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Thor Heyerdahl and the Pyramids of Greece

by Richard Poe
Friday, April 26, 2002

12:00 am Eastern Time
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WITH ALL the war news blaring from our TV sets, few Americans found time last week to mark the passing of 87-year-old Thor Heyerdahl. Yet his death haunts and accuses us, like a dagger pointed at our hearts.

The great Norwegian explorer lived as few men dare to live in this effeminate age. Heyerdahl roamed the seas in primitive, handmade craft, as intimate with death as his Viking forebears had been.

In 1947, he sailed more than 4,000 miles across the Pacific Ocean in a balsa-log raft named Kon-Tiki. He crossed the Atlantic in 1970, in a ship of reeds, modeled after those of the pharaohs.

Armchair critics sneered, dismissing Heyerdahl’s exploits as publicity stunts, devoid of scientific merit. A shameless few even mock the great man in death.

“History Isn’t Made By Daft Men on Rafts,” reads the headline of an article by Ross Clark in the London Sunday Telegraph of April 21.

“The flaw in the Heyerdahl approach is that it provides rather more entertainment than it does enlightenment,” sniffs Clark. “Thanks to Kon-Tiki, almost every layman now believes that […] the Polynesians jumped onto balsawood rafts and crossed the Pacific. Heyerdahl did it and so, therefore, must the Polynesians. But all Heyerdahl showed was that it was possible to sail for 4,500 miles on a raft […] ”

Well, yes. That is “all” that Heyerdahl showed. But for many of us, that is enough.

Safety first is the motto of our age. We prefer full-body searches at the airport and national ID cards imprinted with our DNA codes to the scary possibility of maybe tangling with a terrorist at 30,000 feet.

Heyerdahl thought differently. He was a man from another age.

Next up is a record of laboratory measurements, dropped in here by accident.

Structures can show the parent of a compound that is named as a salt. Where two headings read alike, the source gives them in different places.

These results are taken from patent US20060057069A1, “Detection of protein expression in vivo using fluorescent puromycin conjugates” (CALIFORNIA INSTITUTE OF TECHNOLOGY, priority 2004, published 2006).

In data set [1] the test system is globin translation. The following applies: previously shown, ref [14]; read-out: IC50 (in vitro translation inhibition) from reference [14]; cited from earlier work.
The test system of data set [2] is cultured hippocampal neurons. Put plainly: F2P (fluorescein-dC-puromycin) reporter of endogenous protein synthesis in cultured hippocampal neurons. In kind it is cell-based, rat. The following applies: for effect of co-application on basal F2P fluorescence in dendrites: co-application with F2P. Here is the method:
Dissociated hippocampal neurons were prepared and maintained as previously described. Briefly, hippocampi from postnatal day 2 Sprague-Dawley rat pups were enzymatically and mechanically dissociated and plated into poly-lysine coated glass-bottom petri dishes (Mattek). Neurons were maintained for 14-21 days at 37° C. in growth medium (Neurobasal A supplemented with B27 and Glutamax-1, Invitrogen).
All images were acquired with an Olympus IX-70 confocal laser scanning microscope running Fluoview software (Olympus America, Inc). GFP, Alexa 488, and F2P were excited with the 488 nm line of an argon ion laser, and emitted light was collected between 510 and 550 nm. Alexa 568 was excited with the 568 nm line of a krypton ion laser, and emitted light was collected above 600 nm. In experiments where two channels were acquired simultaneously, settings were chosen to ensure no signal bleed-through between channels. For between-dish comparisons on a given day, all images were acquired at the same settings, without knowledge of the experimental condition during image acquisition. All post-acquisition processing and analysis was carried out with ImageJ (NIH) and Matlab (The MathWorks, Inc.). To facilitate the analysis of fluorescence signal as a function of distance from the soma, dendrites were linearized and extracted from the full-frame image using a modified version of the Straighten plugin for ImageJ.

Stone Age tribes — the ancestors of today’s Australian aborigines — once crossed from Southeast Asia to Australia by boat or raft, far from sight of any land. A similar spirit drove the Stone Age seafarers who settled Malta, Crete and the misty British Isles.

Of prehistoric mariners, Norwegian archaeologist A.W. Brogger declared, “Distance was no object […] they knew no frontiers, needed no passport or identity papers or tickets. The earth was free, the world lay open, and they wandered across it as though a thousand miles was nothing but a joyous adventure.”

That was the spirit of Thor Heyerdahl.

I corresponded briefly with Heyerdahl in 1997. At the time, I was writing Black Spark, White Fire, a book which examines the theory that Egyptian seafarers may have landed in Greece during the Bronze Age, planted colonies, founded royal dynasties and helped kindle Western civilization.

Greek legend holds that an Egyptian king named Danaos sailed a war fleet to the Peloponnese, conquered Greece and ordered the natives to call themselves “Danaans” in his honor.

A number of pyramids dot the Greek landscape to this day, structures of great antiquity and mysterious origin. Greek archaeologist Theodore Spyropoulos links them to the royal house of Danaos.

Spyropoulos’ theory is understandably controversial. But conventional scholars treat it with far more contempt than it deserves. They claim that Egyptians were poor sailors, incapable of reaching Greece.

Oddly, no one disputes that Egyptian vessels made regular stops in Crete, Lebanon, and even Ethiopia. If they could sail 900 miles down the Red Sea, why not a mere 560 miles to Greece?

I thought a quote from Heyerdahl would lend weight to my argument. Tracking him down to the Canary Islands, I interviewed the great man by fax.

“[The Egyptians] could very easily have sailed from Egypt to Greece […]” Heyerdahl responded. An Egyptian reed boat could probably make the crossing in, “a week on average,” he estimated.

I will never forget the moment when those blessed words, under Heyerdahl’s letterhead, fell gently into my fax tray.

And now let me make a confession.

Sometimes I dream of duplicating Danaos’s voyage in an Egyptian-style vessel — just as Heyerdahl might have done. Go ahead. Laugh. It’s a silly dream, I know, especially for a man like me, whose greatest nautical feat to date has been circumnavigating Manhattan by kayak.

Yet, every gust of salt air from the East River sends my mind roaming. Maybe I’ll never muster the courage or money to organize such an expedition. But because of Heyerdahl, I dreamed of it.

Heroes, conquerors, explorers and knaves — all alike must die. But the greatest men leave something behind. The very lives they lived cause other men to dream. They make our puny lives greater, if only in our imaginations.

Such a man was Thor Heyerdahl.


Cross-posted from NewsMax.com 04.26.02

Comments

One Response to “Thor Heyerdahl and the Pyramids of Greece”
  1. Richard Poe says:

    See reader comments at FreeRepublic.com:
    Posted on 04/25/2002 4:35:53 PM PDT

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